In the longer run, a trade-off between output and inflation should not exist, as output is restored to its potential level. However, a trade-off between the volatility of output and inflation may indeed exist in ‘New Consensus’ models as argued by Taylor (1979). Although in levels the trade-off disappears, in terms of volatility, policymakers can choose the extent to which they respond to short-run deviations of output and inflation. Essentially, as short-run shocks cause deviations to the level of inflation or output, the monetary authority chooses the extent to which it wishes to push inflation and output back to their natural levels. If inflation is persistent, this may mean the authority will have to overreact (Chatterjee 2002). The monetary authority is thus not attempting to maintain permanently higher (lower) output or inflation, but instead to offset short-run shocks. The required overreaction, however, means that either output or unemployment will increase in variability. This generates a long-run Taylor curve in which the central bank can choose between decreased volatility in output or inflation. Taylor's (1993) famous ‘rule’ suggests that central banks respond to inflation and output gaps with equal weight.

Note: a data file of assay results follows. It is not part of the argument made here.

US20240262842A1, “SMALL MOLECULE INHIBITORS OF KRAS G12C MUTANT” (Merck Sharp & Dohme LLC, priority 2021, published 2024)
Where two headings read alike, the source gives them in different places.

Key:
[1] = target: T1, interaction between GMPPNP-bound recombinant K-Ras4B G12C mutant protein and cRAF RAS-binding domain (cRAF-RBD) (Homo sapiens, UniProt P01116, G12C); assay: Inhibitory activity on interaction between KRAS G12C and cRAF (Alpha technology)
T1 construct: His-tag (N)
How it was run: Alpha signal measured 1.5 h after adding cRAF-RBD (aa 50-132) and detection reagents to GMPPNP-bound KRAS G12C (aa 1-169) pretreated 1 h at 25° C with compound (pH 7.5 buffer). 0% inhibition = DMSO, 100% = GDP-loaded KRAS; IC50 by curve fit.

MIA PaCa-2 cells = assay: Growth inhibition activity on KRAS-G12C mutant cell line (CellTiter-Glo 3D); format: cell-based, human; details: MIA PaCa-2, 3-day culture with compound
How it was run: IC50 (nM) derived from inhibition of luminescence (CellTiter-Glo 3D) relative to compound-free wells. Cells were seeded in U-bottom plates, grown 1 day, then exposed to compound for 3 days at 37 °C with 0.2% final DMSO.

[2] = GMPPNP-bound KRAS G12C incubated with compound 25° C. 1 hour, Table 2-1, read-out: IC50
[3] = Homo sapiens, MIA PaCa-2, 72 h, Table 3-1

The basic ‘new consensus macroeconomics’ (NCM) that emerged from the experience of the 1970s includes a version of the basic monetary policy rule. 3 The NCM model can be described in three basic equations (for instance, Arestis and Sawyer 2004; Carlin and Soskice 2005; Meyer 2001):

y t g =   α 0 + α 1 y t 1 g + α 2 ξ ( y t + 1 g ) α 3 [ r t ξ ( p t + 1 ) ] + ε 1
p t =   β 1 y t g + β 2 p t 1 + β 3 ξ ( p t + 1 ) + ε 2
r t r * =   p t + γ 1 ( p t 1 p * ) + γ 2 y t 1 g .

In the above, yg reflects the output gap, r is the nominal interest rate, and p is the rate of inflation. Asterisks indicate the target or natural rates, ξ indicates expectations of a particular variable, and t the usual time subscript. Equation 1 suggests that output is a function of the past and expected future output gap, as well as the expected real rate of interest. Equation 2 is a standard expectations augmented Phillips curve. Finally, Equation 3 is a central-bank policy rule.